PLoS ONE  2013;8(2):e57729.
Type 1 diabetes is characterized by autoimmune destruction of pancreatic beta cells. The role played by autoantibodies directed against beta cells antigens in the pathogenesis of the disease is still unclear. Coxsackievirus B infection has been linked to the onset of type 1 diabetes; however its precise role has not been elucidated yet. To clarify these issues, we screened a random peptide library with sera obtained from 58 patients with recent onset type 1 diabetes, before insulin therapy. We identified an immunodominant peptide recognized by the majority of individual patients’sera, that shares homology with Coxsackievirus B4 VP1 protein and with beta-cell specific autoantigens such as phogrin, phosphofructokinase and voltage-gated L-type calcium channels known to regulate beta cell apoptosis. Antibodies against the peptide affinity-purified from patients’ sera, recognized the viral protein and autoantigens; moreover, such antibodies induced apoptosis of the beta cells upon binding the L-type calcium channels expressed on the beta cell surface, suggesting a calcium dependent mechanism. Our results provide evidence that in autoimmune diabetes a subset of anti-Coxsackievirus antibodies are able to induce apoptosis of pancreatic beta cells which is considered the most critical and final step in the development of autoimmune diabetes without which clinical manifestations do not occur.
doi:10.1371/journal.pone.0057729
PMCID: PMC3585221  PMID: 23469060
16.  A GWAS follow-up study reveals the association of the IL12RB2 gene with systemic sclerosis in Caucasian populations 
Human Molecular Genetics  2011;21(4):926-933.
A single-nucleotide polymorphism (SNP) at the IL12RB2 locus showed a suggestive association signal in a previously published genome-wide association study (GWAS) in systemic sclerosis (SSc). Aiming to reveal the possible implication of the IL12RB2 gene in SSc, we conducted a follow-up study of this locus in different Caucasian cohorts. We analyzed 10 GWAS-genotyped SNPs in the IL12RB2 region (2309 SSc patients and 5161 controls). We then selected three SNPs (rs3790567, rs3790566 and rs924080) based on their significance level in the GWAS, for follow-up in an independent European cohort comprising 3344 SSc and 3848 controls. The most-associated SNP (rs3790567) was further tested in an independent cohort comprising 597 SSc patients and 1139 controls from the USA. After conditional logistic regression analysis of the GWAS data, we selected rs3790567 [PMH= 1.92 × 10−5 odds ratio (OR) = 1.19] as the genetic variant with the firmest independent association observed in the analyzed GWAS peak of association. After the first follow-up phase, only the association of rs3790567 was consistent (PMH= 4.84 × 10−3 OR = 1.12). The second follow-up phase confirmed this finding (Pχ2 = 2.82 × 10−4 OR = 1.34). After performing overall pooled-analysis of all the cohorts included in the present study, the association found for the rs3790567 SNP in the IL12RB2 gene region reached GWAS-level significant association (PMH= 2.82 × 10−9 OR = 1.17). Our data clearly support the IL12RB2 genetic association with SSc, and suggest a relevant role of the interleukin 12 signaling pathway in SSc pathogenesis.
doi:10.1093/hmg/ddr522
PMCID: PMC3298110  PMID: 22076442
17.  The Systemic Lupus Erythematosus IRF5 Risk Haplotype Is Associated with Systemic Sclerosis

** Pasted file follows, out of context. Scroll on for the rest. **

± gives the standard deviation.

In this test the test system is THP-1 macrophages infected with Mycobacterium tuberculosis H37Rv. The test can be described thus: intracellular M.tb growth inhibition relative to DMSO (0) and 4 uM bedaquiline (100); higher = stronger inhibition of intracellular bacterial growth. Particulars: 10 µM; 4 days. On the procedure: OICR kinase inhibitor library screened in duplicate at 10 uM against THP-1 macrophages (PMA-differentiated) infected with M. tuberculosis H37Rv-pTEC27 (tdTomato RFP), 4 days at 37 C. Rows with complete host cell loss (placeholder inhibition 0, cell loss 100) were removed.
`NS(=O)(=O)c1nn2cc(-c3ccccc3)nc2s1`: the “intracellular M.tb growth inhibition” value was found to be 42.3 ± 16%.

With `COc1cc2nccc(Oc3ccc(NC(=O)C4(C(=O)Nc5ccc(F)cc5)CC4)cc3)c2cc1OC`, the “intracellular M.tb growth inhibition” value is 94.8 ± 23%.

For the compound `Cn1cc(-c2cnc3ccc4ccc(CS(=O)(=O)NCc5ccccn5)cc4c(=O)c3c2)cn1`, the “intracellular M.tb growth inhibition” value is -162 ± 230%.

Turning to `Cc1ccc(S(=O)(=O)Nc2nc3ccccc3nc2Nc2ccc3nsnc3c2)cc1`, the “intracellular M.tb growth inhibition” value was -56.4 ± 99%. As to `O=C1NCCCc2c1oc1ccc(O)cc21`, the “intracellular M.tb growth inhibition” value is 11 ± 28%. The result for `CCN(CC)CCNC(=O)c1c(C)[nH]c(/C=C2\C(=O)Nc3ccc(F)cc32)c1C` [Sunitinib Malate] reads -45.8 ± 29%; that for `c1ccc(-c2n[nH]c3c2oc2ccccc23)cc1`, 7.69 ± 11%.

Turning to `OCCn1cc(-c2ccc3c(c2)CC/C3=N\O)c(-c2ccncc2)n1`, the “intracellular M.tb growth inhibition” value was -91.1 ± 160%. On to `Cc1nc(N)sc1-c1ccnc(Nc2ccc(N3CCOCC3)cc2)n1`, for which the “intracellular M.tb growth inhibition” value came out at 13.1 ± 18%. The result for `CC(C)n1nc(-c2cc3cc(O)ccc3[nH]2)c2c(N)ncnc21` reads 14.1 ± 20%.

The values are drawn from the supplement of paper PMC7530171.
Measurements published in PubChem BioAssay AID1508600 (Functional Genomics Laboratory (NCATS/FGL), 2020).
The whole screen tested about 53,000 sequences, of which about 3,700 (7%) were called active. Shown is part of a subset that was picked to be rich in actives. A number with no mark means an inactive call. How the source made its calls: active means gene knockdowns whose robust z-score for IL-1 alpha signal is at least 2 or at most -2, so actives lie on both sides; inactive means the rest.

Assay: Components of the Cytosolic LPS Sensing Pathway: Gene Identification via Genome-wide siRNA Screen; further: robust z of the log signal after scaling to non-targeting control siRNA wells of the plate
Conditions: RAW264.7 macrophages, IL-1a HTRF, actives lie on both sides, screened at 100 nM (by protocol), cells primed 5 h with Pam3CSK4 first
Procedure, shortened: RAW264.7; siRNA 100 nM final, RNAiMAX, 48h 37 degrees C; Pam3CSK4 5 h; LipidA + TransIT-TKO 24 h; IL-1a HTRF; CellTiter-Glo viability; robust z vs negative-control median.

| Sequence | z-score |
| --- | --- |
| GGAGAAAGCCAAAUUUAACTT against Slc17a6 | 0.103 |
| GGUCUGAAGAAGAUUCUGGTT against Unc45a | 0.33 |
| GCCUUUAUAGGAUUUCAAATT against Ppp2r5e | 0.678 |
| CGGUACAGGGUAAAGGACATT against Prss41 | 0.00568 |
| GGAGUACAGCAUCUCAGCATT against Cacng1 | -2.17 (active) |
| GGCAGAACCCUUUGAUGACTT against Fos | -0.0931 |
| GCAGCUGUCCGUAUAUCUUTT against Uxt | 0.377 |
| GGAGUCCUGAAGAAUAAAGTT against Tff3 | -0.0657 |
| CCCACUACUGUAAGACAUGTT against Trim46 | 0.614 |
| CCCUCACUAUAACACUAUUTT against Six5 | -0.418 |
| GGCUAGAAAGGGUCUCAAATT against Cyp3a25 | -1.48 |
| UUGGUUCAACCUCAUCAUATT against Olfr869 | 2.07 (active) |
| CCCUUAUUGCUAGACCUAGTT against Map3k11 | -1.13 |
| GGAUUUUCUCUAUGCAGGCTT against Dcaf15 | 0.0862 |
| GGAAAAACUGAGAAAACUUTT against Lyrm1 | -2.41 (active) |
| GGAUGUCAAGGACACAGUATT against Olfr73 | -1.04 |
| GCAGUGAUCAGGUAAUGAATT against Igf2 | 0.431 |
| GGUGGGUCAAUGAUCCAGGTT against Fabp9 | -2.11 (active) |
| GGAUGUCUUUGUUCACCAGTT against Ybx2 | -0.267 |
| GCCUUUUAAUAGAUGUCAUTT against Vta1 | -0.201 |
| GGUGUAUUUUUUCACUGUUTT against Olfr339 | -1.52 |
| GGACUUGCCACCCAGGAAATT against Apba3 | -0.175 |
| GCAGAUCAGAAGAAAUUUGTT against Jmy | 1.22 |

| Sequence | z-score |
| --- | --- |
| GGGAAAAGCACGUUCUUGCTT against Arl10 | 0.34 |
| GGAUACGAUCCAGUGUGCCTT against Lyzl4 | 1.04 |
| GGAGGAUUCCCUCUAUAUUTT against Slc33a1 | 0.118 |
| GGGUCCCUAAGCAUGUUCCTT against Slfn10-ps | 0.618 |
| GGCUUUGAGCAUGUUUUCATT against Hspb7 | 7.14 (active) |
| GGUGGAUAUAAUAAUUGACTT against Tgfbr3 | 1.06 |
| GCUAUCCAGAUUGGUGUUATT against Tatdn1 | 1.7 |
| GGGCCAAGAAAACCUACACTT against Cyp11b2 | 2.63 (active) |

PLoS ONE  2013;8(1):e54419.
Systemic sclerosis (SSc) is a fibrotic autoimmune disease in which the genetic component plays an important role. One of the strongest SSc association signals outside the human leukocyte antigen (HLA) region corresponds to interferon (IFN) regulatory factor 5 (IRF5), a major regulator of the type I IFN pathway. In this study we aimed to evaluate whether three different haplotypic blocks within this locus, which have been shown to alter the protein function influencing systemic lupus erythematosus (SLE) susceptibility, are involved in SSc susceptibility and clinical phenotypes. For that purpose, we genotyped one representative single-nucleotide polymorphism (SNP) of each block (rs10488631, rs2004640, and rs4728142) in a total of 3,361 SSc patients and 4,012 unaffected controls of Caucasian origin from Spain, Germany, The Netherlands, Italy and United Kingdom. A meta-analysis of the allele frequencies was performed to analyse the overall effect of these IRF5 genetic variants on SSc. Allelic combination and dependency tests were also carried out. The three SNPs showed strong associations with the global disease (rs4728142: P  = 1.34×10−8, OR  = 1.22, CI 95%  = 1.14–1.30; rs2004640: P  = 4.60×10−7, OR  = 0.84, CI 95%  = 0.78–0.90; rs10488631: P  = 7.53×10−20, OR  = 1.63, CI 95%  = 1.47–1.81). However, the association of rs2004640 with SSc was not independent of rs4728142 (conditioned P  = 0.598). The haplotype containing the risk alleles (rs4728142*A-rs2004640*T-rs10488631*C: P  = 9.04×10−22, OR  = 1.75, CI 95%  = 1.56–1.97) better explained the observed association (likelihood P-value  = 1.48×10−4), suggesting an additive effect of the three haplotypic blocks. No statistical significance was observed in the comparisons amongst SSc patients with and without the main clinical characteristics. Our data clearly indicate that the SLE risk haplotype also influences SSc predisposition, and that this association is not sub-phenotype-specific.
doi:10.1371/journal.pone.0054419
PMCID: PMC3553151  PMID: 23372721
18.  KCNA5 gene is not confirmed as a systemic sclerosis-related pulmonary arterial hypertension genetic susceptibility factor 
Arthritis Research & Therapy  2012;14(6):R273.
Introduction